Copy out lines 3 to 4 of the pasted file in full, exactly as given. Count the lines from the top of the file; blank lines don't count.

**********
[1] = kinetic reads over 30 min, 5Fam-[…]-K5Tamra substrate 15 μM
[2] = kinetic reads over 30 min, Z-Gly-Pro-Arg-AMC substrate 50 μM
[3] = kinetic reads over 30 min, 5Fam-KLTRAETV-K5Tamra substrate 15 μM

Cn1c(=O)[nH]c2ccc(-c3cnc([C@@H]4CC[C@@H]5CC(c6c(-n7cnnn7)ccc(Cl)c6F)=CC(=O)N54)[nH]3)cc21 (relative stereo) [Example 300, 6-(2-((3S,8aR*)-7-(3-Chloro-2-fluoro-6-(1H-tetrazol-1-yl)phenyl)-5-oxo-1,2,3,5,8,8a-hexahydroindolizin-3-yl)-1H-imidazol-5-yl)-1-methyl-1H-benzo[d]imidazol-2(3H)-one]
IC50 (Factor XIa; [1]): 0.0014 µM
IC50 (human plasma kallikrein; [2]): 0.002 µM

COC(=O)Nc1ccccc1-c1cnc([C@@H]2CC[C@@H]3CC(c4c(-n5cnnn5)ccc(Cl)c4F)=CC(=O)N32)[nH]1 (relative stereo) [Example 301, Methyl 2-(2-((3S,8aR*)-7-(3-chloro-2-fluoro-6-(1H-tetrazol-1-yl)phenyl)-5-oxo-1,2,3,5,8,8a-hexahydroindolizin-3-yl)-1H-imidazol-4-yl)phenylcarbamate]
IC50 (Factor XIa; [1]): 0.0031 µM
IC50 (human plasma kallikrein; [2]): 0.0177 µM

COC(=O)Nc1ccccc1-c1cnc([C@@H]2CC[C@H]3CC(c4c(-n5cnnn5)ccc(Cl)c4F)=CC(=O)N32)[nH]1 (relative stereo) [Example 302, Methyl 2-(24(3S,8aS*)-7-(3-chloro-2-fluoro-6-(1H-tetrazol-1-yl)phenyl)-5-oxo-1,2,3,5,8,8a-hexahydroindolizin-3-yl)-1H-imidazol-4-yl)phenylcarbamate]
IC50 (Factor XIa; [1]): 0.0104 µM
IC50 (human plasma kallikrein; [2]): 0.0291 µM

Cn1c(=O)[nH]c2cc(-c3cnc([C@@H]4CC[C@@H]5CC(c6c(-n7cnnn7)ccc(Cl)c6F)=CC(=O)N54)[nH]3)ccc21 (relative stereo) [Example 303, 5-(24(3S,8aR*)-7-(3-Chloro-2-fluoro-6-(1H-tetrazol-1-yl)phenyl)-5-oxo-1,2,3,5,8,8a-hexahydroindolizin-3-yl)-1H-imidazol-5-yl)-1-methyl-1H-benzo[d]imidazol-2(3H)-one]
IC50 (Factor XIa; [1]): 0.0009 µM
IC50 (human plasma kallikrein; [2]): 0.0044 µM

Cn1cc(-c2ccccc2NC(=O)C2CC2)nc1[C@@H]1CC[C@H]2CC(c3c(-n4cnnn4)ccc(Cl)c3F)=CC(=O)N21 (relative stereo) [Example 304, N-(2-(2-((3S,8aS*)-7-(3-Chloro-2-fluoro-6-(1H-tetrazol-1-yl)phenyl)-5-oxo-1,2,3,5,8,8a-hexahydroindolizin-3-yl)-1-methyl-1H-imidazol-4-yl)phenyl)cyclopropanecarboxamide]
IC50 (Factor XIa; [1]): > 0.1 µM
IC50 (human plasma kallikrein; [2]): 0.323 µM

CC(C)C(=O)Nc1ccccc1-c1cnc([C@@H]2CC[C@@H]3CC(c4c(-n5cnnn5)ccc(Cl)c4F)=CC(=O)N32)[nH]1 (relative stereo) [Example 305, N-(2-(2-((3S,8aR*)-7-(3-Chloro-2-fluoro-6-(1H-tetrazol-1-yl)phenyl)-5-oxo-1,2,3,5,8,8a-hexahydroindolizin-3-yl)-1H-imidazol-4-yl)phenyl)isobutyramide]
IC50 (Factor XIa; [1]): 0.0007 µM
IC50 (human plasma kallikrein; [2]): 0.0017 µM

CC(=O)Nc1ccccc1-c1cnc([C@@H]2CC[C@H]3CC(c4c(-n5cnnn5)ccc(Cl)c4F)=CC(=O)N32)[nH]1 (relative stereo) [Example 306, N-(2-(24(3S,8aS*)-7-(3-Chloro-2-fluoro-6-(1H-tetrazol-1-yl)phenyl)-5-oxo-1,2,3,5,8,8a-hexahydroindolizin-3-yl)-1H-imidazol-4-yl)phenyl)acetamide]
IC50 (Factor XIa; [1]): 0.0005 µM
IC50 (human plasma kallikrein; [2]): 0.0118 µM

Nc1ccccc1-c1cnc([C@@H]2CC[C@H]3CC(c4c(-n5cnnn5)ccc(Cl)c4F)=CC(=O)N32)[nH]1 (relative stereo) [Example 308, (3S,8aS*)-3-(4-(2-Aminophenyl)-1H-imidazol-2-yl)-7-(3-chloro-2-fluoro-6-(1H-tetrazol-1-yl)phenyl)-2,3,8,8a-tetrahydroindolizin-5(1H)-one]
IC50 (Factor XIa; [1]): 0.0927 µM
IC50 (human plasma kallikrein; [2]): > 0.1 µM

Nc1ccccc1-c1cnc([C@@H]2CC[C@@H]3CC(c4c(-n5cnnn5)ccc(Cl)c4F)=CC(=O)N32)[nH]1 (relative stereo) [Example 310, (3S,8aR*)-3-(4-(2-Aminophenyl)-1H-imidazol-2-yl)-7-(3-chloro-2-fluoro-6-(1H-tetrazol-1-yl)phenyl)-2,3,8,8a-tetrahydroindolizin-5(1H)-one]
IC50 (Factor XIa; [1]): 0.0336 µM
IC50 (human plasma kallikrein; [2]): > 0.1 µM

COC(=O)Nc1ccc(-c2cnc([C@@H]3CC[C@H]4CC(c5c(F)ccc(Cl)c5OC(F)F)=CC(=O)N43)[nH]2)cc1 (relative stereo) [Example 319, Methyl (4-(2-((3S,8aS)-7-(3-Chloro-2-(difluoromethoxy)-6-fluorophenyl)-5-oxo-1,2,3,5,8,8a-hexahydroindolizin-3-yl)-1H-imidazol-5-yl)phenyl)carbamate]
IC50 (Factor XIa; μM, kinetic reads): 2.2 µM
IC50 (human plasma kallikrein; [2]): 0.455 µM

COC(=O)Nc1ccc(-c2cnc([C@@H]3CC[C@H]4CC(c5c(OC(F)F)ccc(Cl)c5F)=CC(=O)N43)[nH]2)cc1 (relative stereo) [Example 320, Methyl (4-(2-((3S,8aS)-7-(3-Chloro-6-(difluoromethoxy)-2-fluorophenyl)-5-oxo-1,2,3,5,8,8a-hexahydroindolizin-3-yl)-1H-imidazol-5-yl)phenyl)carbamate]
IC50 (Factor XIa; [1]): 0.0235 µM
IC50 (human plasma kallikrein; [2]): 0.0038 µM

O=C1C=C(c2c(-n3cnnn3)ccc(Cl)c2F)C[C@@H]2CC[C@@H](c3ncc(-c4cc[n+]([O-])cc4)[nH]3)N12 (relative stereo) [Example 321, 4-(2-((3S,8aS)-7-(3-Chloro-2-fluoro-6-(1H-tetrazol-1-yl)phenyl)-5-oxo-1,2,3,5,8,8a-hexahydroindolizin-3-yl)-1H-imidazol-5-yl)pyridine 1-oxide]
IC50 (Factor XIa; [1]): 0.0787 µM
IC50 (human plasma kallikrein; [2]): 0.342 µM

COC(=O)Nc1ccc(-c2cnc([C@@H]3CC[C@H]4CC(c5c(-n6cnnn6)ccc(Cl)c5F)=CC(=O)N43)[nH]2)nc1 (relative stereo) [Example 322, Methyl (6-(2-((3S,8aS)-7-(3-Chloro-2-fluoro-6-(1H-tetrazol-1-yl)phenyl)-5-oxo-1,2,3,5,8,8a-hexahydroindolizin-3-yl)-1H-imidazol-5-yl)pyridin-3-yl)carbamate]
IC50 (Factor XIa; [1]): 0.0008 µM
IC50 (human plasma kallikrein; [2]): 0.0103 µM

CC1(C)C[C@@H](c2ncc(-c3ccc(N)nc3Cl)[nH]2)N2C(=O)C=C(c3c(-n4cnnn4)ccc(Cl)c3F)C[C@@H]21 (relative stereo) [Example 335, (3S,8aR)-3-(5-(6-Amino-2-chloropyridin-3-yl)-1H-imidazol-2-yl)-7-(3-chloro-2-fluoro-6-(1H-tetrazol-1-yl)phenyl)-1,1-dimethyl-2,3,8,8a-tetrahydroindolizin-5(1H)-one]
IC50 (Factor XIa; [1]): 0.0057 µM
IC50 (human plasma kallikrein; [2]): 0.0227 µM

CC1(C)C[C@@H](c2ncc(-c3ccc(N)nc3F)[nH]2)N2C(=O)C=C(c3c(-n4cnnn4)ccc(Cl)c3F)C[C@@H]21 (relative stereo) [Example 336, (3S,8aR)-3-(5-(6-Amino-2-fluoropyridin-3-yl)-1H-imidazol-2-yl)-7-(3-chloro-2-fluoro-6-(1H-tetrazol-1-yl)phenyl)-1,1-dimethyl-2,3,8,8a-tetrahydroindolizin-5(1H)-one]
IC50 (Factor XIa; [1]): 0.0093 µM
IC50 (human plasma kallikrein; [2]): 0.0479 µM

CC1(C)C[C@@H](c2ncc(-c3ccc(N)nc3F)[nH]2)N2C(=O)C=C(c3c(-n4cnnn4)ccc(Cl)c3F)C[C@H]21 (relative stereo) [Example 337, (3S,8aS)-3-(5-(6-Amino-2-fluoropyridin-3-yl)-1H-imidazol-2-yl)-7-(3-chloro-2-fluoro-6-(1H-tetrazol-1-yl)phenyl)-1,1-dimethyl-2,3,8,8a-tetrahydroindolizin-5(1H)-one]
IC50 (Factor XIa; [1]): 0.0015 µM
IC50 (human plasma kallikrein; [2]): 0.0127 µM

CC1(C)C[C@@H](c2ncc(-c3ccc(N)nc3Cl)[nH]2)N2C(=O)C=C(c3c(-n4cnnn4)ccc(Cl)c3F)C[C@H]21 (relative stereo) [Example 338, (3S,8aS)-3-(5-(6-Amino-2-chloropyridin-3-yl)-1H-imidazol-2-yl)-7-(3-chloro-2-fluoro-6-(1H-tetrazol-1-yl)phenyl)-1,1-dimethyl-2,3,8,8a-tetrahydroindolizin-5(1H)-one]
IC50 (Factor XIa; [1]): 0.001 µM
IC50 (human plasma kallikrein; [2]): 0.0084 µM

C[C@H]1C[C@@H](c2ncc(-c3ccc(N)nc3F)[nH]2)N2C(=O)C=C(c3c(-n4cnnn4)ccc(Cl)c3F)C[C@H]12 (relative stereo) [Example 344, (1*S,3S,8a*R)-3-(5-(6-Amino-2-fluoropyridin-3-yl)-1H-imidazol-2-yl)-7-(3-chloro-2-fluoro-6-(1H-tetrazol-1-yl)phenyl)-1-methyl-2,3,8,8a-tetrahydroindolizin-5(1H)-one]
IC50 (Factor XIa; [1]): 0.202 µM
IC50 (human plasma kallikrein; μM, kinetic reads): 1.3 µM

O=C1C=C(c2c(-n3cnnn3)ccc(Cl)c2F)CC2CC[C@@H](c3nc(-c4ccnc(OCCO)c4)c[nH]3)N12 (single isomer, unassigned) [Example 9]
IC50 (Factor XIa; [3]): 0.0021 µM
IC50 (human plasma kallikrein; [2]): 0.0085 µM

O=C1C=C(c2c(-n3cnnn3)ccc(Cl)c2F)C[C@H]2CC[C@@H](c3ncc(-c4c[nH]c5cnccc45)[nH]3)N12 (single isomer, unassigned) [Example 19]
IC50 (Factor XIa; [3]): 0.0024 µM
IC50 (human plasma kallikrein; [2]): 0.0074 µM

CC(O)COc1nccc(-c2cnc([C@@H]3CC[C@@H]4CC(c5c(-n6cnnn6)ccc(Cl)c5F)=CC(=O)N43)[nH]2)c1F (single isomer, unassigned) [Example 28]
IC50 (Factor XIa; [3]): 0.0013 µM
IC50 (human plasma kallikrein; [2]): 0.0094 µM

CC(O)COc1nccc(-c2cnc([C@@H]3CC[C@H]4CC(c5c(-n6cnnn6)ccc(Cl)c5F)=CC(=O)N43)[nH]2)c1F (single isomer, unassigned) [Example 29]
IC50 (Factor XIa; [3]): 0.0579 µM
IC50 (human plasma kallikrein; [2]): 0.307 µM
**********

[3] = kinetic reads over 30 min, 5Fam-KLTRAETV-K5Tamra substrate 15 μM

Cn1c(=O)[nH]c2ccc(-c3cnc([C@@H]4CC[C@@H]5CC(c6c(-n7cnnn7)ccc(Cl)c6F)=CC(=O)N54)[nH]3)cc21 (relative stereo) [Example 300, 6-(2-((3S,8aR*)-7-(3-Chloro-2-fluoro-6-(1H-tetrazol-1-yl)phenyl)-5-oxo-1,2,3,5,8,8a-hexahydroindolizin-3-yl)-1H-imidazol-5-yl)-1-methyl-1H-benzo[d]imidazol-2(3H)-one]